Let's Eat! The Traditional Food of Québec

MONTREAL, Oct. 28 /CNW Telbec/ - Steak, corn, potatoes... While digging in a traditional shepherd's pie, have you ever noticed that these three ingredients recall the different cultures which forged the first eating habits in Québec? Indeed, corn can be attributed to the First Nations, and beef, to the French colonists, while potatoes remind us of the British presence. From November 10, 2009, to September 6, 2010, the Château Ramezay Museum invites you to its appetizing new exhibition, Let's Eat!

In the last few years, historians have made surprising discoveries about eating habits of the past and how they have influenced our present day food-heritage.

    
    For example, did you know that...

    - The famous sugar shack meal comes straight out of British kitchens;
    - In New France, Canadians could eat beaver meat during Lent... with the
      benediction of the Church;
    - Wine was consumed for therapeutic purposes;
    - In the 17th and 18th centuries, Canadians had better diets than did the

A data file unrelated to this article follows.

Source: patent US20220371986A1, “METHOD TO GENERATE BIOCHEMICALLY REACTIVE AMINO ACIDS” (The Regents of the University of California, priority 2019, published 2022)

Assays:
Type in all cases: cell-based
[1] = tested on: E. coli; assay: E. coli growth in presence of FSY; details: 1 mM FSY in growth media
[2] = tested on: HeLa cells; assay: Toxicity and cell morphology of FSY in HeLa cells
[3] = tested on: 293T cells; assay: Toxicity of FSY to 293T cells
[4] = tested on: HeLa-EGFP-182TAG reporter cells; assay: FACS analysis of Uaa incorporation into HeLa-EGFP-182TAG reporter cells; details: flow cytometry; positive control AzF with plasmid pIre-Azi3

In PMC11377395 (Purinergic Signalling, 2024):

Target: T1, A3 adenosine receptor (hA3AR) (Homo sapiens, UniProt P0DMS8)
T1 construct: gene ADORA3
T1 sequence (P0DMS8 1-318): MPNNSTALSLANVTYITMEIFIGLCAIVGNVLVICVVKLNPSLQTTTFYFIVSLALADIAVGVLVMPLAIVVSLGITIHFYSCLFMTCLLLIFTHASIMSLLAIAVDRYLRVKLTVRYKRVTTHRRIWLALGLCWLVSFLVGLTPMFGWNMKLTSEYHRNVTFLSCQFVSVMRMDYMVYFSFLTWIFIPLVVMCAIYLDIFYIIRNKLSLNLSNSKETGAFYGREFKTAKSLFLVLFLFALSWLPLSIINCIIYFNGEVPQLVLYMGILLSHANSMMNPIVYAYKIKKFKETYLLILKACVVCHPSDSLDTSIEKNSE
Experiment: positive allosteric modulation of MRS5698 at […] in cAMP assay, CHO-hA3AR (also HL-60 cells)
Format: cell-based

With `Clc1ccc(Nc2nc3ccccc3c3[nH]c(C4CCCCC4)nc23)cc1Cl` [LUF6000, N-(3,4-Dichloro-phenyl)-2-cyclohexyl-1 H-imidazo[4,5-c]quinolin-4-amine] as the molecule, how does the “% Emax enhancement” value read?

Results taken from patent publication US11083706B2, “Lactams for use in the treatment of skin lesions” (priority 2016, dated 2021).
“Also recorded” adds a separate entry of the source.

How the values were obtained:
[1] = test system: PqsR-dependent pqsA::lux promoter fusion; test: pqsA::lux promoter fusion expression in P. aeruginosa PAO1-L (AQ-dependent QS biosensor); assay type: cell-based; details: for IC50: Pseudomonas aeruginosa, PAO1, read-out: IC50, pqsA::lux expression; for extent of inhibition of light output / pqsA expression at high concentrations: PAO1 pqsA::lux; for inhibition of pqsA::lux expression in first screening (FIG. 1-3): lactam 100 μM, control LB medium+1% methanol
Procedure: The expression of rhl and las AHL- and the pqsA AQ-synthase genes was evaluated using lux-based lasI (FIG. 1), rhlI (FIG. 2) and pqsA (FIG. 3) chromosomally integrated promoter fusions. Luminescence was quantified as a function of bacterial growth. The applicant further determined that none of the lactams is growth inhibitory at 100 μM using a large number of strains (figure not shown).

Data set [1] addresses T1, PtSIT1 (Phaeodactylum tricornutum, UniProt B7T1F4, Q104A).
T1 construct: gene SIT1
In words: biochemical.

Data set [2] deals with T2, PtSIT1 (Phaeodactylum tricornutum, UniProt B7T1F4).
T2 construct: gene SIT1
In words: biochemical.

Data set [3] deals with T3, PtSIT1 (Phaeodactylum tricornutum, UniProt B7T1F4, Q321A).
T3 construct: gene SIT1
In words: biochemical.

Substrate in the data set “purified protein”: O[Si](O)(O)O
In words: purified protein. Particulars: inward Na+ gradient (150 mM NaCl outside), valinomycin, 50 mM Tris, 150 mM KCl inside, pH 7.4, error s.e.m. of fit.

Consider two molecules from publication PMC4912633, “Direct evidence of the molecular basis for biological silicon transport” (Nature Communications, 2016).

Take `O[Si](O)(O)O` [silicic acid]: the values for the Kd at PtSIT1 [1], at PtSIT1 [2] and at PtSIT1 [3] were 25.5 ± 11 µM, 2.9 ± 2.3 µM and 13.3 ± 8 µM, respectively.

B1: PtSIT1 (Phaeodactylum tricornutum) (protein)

French.
    

Let's Eat! explores different facets of the culinary culture in Québec, from the arrival of the first colonists to the modern days. Not only will this exhibit reveal what was served in 17th-century plate-bowls or 19th-century china saucers, but it will also show food preservation methods, meal preparation, the impact of agricultural techniques on food, dining etiquette and customs, foodstuff importations, as well as the more recent contributions of newcomers to the Québécois culinary repertoire.

More than one hundred artefacts will show the evolution of consumption habits, from the cider press and the toothpick case, to the ginger beer bottle, the chocolate maker, and even Schwartz's own smoked meat knife!

Let's Eat! is a great opportunity to test your knowledge of so-called traditional meals and discover the cultural influences which have shaped our culinary repertoire through the centuries.

Who would have thought your spoon could stir up to much history?

À table en Nouvelle-France, a new book published by Septentrion and written by the historian Yvon Desloges, associate researcher for the exhibit, will be available at the Museum's boutique.

SOURCE Musée du Château Ramezay

For further information: For further information: Marie-Hélène Vendette, Coordonnatrice - Éducation et communications, (514) 861-3708, ext. 225, mhvendette@chateauramezay.qc.ca

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Musée du Château Ramezay

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